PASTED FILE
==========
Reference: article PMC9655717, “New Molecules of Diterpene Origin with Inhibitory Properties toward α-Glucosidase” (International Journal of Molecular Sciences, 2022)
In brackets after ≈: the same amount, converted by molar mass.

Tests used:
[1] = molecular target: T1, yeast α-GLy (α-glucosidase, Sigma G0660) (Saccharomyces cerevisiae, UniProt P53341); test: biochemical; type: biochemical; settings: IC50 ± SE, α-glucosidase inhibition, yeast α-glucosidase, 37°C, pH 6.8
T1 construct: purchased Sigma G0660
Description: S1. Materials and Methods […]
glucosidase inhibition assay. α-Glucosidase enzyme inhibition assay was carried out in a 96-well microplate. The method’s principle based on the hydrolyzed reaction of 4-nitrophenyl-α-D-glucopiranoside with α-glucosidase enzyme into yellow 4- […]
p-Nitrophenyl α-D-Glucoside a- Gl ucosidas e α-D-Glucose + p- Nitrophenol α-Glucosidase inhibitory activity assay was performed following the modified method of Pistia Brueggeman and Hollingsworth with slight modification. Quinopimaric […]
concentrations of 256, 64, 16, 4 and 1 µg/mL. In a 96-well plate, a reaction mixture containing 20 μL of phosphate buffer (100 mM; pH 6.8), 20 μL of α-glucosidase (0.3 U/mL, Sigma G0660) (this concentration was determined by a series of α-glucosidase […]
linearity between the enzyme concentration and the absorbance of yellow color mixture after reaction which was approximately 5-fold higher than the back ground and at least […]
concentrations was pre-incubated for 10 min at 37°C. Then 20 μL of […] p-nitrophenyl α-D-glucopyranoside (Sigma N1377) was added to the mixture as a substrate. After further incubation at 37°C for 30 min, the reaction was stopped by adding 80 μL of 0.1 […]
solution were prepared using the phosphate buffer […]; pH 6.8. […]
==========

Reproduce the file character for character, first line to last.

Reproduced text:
Reference: article PMC9655717, “New Molecules of Diterpene Origin with Inhibitory Properties toward α-Glucosidase” (International Journal of Molecular Sciences, 2022)
In brackets after ≈: the same amount, converted by molar mass.

Tests used:
[1] = molecular target: T1, yeast α-GLy (α-glucosidase, Sigma G0660) (Saccharomyces cerevisiae, UniProt P53341); test: biochemical; type: biochemical; settings: IC50 ± SE, α-glucosidase inhibition, yeast α-glucosidase, 37°C, pH 6.8
T1 construct: purchased Sigma G0660
Description: S1. Materials and Methods […]
glucosidase inhibition assay. α-Glucosidase enzyme inhibition assay was carried out in a 96-well microplate. The method’s principle based on the hydrolyzed reaction of 4-nitrophenyl-α-D-glucopiranoside with α-glucosidase enzyme into yellow 4- […]
p-Nitrophenyl α-D-Glucoside a- Gl ucosidas e α-D-Glucose + p- Nitrophenol α-Glucosidase inhibitory activity assay was performed following the modified method of Pistia Brueggeman and Hollingsworth with slight modification. Quinopimaric […]
concentrations of 256, 64, 16, 4 and 1 µg/mL. In a 96-well plate, a reaction mixture containing 20 μL of phosphate buffer (100 mM; pH 6.8), 20 μL of α-glucosidase (0.3 U/mL, Sigma G0660) (this concentration was determined by a series of α-glucosidase […]
linearity between the enzyme concentration and the absorbance of yellow color mixture after reaction which was approximately 5-fold higher than the back ground and at least […]
concentrations was pre-incubated for 10 min at 37°C. Then 20 μL of […] p-nitrophenyl α-D-glucopyranoside (Sigma N1377) was added to the mixture as a substrate. After further incubation at 37°C for 30 min, the reaction was stopped by adding 80 μL of 0.1 […]
solution were prepared using the phosphate buffer […]; pH 6.8. […]